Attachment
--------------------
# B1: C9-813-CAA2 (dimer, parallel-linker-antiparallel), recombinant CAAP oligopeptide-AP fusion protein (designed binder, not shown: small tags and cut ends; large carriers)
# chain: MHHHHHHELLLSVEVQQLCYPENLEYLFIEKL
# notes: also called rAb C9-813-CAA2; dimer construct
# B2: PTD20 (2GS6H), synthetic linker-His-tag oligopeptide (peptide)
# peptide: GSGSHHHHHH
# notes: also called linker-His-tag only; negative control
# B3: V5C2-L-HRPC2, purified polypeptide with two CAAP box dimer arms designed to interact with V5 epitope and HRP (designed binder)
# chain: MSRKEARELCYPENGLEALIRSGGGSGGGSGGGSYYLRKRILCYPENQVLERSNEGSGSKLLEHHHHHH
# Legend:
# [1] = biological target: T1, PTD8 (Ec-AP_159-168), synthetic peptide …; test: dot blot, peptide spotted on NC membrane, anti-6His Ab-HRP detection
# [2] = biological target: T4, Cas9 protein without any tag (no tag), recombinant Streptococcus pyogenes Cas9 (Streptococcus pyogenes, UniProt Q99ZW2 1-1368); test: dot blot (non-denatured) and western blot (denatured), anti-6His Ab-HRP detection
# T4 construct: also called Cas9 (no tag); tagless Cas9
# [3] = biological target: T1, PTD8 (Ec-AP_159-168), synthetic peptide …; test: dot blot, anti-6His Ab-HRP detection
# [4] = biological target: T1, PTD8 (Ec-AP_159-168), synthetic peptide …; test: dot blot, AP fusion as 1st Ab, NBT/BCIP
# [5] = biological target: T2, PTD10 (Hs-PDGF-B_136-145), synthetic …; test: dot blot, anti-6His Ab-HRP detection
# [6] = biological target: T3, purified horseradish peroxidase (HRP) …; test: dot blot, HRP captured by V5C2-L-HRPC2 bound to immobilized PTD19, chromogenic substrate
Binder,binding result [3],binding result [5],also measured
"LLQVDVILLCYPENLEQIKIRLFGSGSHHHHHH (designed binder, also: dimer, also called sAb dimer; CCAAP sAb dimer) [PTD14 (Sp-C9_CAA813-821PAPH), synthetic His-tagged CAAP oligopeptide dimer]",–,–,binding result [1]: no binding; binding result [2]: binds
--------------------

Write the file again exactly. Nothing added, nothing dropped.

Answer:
# B1: C9-813-CAA2 (dimer, parallel-linker-antiparallel), recombinant CAAP oligopeptide-AP fusion protein (designed binder, not shown: small tags and cut ends; large carriers)
# chain: MHHHHHHELLLSVEVQQLCYPENLEYLFIEKL
# notes: also called rAb C9-813-CAA2; dimer construct
# B2: PTD20 (2GS6H), synthetic linker-His-tag oligopeptide (peptide)
# peptide: GSGSHHHHHH
# notes: also called linker-His-tag only; negative control
# B3: V5C2-L-HRPC2, purified polypeptide with two CAAP box dimer arms designed to interact with V5 epitope and HRP (designed binder)
# chain: MSRKEARELCYPENGLEALIRSGGGSGGGSGGGSYYLRKRILCYPENQVLERSNEGSGSKLLEHHHHHH
# Legend:
# [1] = biological target: T1, PTD8 (Ec-AP_159-168), synthetic peptide …; test: dot blot, peptide spotted on NC membrane, anti-6His Ab-HRP detection
# [2] = biological target: T4, Cas9 protein without any tag (no tag), recombinant Streptococcus pyogenes Cas9 (Streptococcus pyogenes, UniProt Q99ZW2 1-1368); test: dot blot (non-denatured) and western blot (denatured), anti-6His Ab-HRP detection
# T4 construct: also called Cas9 (no tag); tagless Cas9
# [3] = biological target: T1, PTD8 (Ec-AP_159-168), synthetic peptide …; test: dot blot, anti-6His Ab-HRP detection
# [4] = biological target: T1, PTD8 (Ec-AP_159-168), synthetic peptide …; test: dot blot, AP fusion as 1st Ab, NBT/BCIP
# [5] = biological target: T2, PTD10 (Hs-PDGF-B_136-145), synthetic …; test: dot blot, anti-6His Ab-HRP detection
# [6] = biological target: T3, purified horseradish peroxidase (HRP) …; test: dot blot, HRP captured by V5C2-L-HRPC2 bound to immobilized PTD19, chromogenic substrate
Binder,binding result [3],binding result [5],also measured
"LLQVDVILLCYPENLEQIKIRLFGSGSHHHHHH (designed binder, also: dimer, also called sAb dimer; CCAAP sAb dimer) [PTD14 (Sp-C9_CAA813-821PAPH), synthetic His-tagged CAAP oligopeptide dimer]",–,–,binding result [1]: no binding; binding result [2]: binds